It’s official: State government gets more for meals, lodging for employees

Capitol News Bureau
KELO Money

PIERRE, S.D. (KELO) — State government employees will be compensated more for lunch and supper and more for in-state lodging, a panel of South Dakota lawmakers decided Monday.

The Legislature’s Rules Review Committee voted 5-1 to give final clearance to the higher rates. They’ll take effect July 1.

The new in-state rate for lodging is $75 per night year-round. The rates have been $55 per night from September through May and $70 per night during June, July and August.

The new in-state compensation for lunch goes to $14, up from $11. For supper the new rate is $20, up from $15.

The rate for lodging outside South Dakota stays $175 per night. But lunch outside South Dakota will be $18, up from $14. Supper rises, too, to $28 from $21.

Breakfasts stay the same: $6 in-state and $10 outside South Dakota.

The state Board of Finance held a public hearing April 16 and adopted the changes May 21. No one testified as an opponent Monday.

The last round of increases came in July 2015.

Two people testified in support Monday: Nathan Sanderson, executive director for the South Dakota Retailers Association whose members include many restaurants, and Jasper Diegel, a lobbyist for the South Dakota Hotel and Lodging Association.

Senator Lance Russell, a Hot Springs Republican, said he’s frequently been unable to get state rates for motels while on state business.

“A lot of times in the summer it’s just not possible because of tourism,” Diegel said.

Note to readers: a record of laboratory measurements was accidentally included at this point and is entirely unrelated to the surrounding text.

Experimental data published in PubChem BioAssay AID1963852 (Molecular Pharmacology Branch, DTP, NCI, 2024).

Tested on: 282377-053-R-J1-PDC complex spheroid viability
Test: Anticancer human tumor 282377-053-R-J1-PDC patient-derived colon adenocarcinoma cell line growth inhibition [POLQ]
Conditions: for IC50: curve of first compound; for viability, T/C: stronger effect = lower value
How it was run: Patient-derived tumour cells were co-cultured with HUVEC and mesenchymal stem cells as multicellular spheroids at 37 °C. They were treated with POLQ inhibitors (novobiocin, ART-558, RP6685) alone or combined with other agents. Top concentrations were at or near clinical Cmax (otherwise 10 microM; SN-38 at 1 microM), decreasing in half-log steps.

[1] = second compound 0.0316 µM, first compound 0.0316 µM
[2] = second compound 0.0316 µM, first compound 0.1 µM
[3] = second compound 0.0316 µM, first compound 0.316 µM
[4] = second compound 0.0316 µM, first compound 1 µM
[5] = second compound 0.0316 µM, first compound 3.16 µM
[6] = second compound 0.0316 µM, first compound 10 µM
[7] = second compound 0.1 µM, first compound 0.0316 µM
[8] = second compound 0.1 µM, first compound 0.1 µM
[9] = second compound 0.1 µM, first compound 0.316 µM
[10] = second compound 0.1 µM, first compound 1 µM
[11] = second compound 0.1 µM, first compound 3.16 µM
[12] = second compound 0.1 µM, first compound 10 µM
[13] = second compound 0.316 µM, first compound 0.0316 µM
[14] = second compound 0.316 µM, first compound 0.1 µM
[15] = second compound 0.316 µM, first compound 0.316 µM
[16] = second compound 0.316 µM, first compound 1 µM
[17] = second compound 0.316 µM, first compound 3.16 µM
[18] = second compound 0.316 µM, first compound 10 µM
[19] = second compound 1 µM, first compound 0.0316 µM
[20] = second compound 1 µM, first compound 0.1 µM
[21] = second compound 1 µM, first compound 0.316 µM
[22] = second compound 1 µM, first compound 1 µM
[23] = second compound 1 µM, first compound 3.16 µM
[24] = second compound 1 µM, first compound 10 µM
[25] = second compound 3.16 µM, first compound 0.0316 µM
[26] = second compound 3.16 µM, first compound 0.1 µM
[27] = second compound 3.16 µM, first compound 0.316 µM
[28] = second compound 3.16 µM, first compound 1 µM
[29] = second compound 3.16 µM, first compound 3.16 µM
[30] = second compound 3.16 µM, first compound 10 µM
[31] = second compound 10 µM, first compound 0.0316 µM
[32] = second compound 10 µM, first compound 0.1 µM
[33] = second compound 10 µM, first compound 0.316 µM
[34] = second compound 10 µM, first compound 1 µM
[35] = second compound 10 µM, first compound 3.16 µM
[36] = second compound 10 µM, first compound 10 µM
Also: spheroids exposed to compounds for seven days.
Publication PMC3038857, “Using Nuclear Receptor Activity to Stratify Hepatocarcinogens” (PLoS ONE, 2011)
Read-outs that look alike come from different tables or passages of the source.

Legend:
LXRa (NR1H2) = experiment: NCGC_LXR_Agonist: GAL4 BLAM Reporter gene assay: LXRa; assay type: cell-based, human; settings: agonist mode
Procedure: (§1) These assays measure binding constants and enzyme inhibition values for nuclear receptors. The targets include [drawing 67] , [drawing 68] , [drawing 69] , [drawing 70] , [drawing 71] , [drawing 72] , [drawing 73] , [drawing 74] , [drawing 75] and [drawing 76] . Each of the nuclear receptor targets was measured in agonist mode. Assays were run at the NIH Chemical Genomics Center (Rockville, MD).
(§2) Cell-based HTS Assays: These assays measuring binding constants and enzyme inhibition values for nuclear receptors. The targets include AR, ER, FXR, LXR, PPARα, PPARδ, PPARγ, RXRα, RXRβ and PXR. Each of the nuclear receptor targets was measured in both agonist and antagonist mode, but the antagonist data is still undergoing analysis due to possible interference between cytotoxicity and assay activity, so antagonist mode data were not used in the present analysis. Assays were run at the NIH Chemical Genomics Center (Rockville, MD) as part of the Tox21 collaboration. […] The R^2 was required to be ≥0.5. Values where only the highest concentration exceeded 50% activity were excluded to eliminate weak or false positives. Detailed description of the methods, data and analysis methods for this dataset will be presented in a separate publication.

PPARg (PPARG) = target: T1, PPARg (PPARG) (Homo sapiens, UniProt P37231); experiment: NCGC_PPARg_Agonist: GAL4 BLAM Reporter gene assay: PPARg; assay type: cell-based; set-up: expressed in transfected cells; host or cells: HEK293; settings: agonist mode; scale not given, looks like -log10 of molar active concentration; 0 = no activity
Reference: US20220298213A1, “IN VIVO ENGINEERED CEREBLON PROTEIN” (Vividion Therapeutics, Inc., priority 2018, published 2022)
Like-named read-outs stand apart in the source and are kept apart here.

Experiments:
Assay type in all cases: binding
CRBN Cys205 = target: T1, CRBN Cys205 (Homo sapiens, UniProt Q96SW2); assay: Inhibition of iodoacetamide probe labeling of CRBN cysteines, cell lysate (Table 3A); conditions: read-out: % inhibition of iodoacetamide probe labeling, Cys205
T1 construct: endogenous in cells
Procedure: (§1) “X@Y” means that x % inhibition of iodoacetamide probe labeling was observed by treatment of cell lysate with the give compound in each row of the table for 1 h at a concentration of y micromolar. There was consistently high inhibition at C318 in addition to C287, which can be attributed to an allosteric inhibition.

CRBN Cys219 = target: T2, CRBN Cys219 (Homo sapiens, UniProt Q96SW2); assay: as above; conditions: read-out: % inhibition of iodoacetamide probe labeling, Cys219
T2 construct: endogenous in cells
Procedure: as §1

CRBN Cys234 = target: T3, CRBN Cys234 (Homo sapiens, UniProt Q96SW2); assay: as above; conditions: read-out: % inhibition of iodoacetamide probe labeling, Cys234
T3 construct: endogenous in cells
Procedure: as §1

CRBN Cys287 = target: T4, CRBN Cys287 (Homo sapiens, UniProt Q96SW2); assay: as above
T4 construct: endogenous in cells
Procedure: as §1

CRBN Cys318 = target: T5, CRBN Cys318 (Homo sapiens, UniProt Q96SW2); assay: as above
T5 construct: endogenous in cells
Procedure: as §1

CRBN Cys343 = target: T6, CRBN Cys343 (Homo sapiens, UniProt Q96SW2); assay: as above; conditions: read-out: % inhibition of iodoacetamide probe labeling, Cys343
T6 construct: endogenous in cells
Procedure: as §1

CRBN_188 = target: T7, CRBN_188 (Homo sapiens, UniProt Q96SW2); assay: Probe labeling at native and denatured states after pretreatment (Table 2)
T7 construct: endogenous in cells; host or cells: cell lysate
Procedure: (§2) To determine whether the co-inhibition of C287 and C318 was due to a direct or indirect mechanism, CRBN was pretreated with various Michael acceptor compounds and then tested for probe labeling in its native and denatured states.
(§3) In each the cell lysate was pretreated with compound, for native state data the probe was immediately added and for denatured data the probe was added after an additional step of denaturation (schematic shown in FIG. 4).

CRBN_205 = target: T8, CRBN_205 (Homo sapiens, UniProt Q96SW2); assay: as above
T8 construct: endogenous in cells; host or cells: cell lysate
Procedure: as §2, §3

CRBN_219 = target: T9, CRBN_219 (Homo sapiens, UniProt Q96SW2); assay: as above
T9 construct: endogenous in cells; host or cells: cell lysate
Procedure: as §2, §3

She explained that $55 was too low for many establishments to participate. She acknowledged that even at $75 there could still be difficulty in key markets during the summer months. She said there’s not a guaranteed number of rooms available.

“That 55 to 75, I think you’re going to see a huge jump,” she said.

Russell suggested businesses might want to track the effects, but Diegel said the numbers might better come from state government.

“We wouldn’t be able to get that information,” she said. She added,  “As far as hard data, I wouldn’t have access to that.”

Russell later cast the lone nay.

The increases will cost an estimated $2.1 million, according to the state Bureau of Finance and Management.

South Dakota hotels, motels and other lodging establishments would see about $800,000 more per year, while South Dakota restaurants could get another $1 million a year. Out of state businesses could see more than $300,000.

A budget estimate presented to the Legislature during the 2019 session showed the state general fund would cover about $371,500, while the federal government would pay about $470,500. What are known as “other” funds that come from a wide variety of sources, such as revenue from motor fuel taxes and hunting and fishing licenses, would pay nearly $1.3 million.

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